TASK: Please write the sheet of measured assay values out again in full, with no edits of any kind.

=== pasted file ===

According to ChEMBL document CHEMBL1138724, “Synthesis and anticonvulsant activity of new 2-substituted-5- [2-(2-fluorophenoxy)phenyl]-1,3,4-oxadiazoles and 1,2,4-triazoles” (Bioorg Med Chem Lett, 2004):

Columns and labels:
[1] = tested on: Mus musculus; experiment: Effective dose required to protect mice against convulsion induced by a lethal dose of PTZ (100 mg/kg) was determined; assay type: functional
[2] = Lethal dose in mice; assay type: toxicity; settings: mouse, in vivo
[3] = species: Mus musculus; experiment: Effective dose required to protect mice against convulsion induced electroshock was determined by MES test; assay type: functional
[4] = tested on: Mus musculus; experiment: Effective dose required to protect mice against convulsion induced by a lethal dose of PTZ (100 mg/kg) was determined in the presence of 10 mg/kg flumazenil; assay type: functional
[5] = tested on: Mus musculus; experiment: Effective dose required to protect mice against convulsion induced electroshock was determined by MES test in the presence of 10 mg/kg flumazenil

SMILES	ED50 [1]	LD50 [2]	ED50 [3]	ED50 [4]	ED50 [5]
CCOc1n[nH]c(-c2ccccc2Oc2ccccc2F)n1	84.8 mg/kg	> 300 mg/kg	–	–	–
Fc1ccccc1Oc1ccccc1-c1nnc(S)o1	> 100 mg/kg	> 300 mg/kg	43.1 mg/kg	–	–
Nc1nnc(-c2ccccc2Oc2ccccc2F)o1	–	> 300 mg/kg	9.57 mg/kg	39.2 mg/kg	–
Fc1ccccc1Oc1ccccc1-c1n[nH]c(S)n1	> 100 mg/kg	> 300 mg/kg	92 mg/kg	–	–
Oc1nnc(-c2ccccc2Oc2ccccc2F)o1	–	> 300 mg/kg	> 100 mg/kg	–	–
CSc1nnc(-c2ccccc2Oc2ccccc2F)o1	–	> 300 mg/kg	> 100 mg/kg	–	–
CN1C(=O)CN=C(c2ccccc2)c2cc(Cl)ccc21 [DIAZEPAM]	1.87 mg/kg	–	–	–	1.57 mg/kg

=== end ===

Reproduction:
According to ChEMBL document CHEMBL1138724, “Synthesis and anticonvulsant activity of new 2-substituted-5- [2-(2-fluorophenoxy)phenyl]-1,3,4-oxadiazoles and 1,2,4-triazoles” (Bioorg Med Chem Lett, 2004):

Columns and labels:
[1] = tested on: Mus musculus; experiment: Effective dose required to protect mice against convulsion induced by a lethal dose of PTZ (100 mg/kg) was determined; assay type: functional
[2] = Lethal dose in mice; assay type: toxicity; settings: mouse, in vivo
[3] = species: Mus musculus; experiment: Effective dose required to protect mice against convulsion induced electroshock was determined by MES test; assay type: functional
[4] = tested on: Mus musculus; experiment: Effective dose required to protect mice against convulsion induced by a lethal dose of PTZ (100 mg/kg) was determined in the presence of 10 mg/kg flumazenil; assay type: functional
[5] = tested on: Mus musculus; experiment: Effective dose required to protect mice against convulsion induced electroshock was determined by MES test in the presence of 10 mg/kg flumazenil

SMILES	ED50 [1]	LD50 [2]	ED50 [3]	ED50 [4]	ED50 [5]
CCOc1n[nH]c(-c2ccccc2Oc2ccccc2F)n1	84.8 mg/kg	> 300 mg/kg	–	–	–
Fc1ccccc1Oc1ccccc1-c1nnc(S)o1	> 100 mg/kg	> 300 mg/kg	43.1 mg/kg	–	–
Nc1nnc(-c2ccccc2Oc2ccccc2F)o1	–	> 300 mg/kg	9.57 mg/kg	39.2 mg/kg	–
Fc1ccccc1Oc1ccccc1-c1n[nH]c(S)n1	> 100 mg/kg	> 300 mg/kg	92 mg/kg	–	–
Oc1nnc(-c2ccccc2Oc2ccccc2F)o1	–	> 300 mg/kg	> 100 mg/kg	–	–
CSc1nnc(-c2ccccc2Oc2ccccc2F)o1	–	> 300 mg/kg	> 100 mg/kg	–	–
CN1C(=O)CN=C(c2ccccc2)c2cc(Cl)ccc21 [DIAZEPAM]	1.87 mg/kg	–	–	–	1.57 mg/kg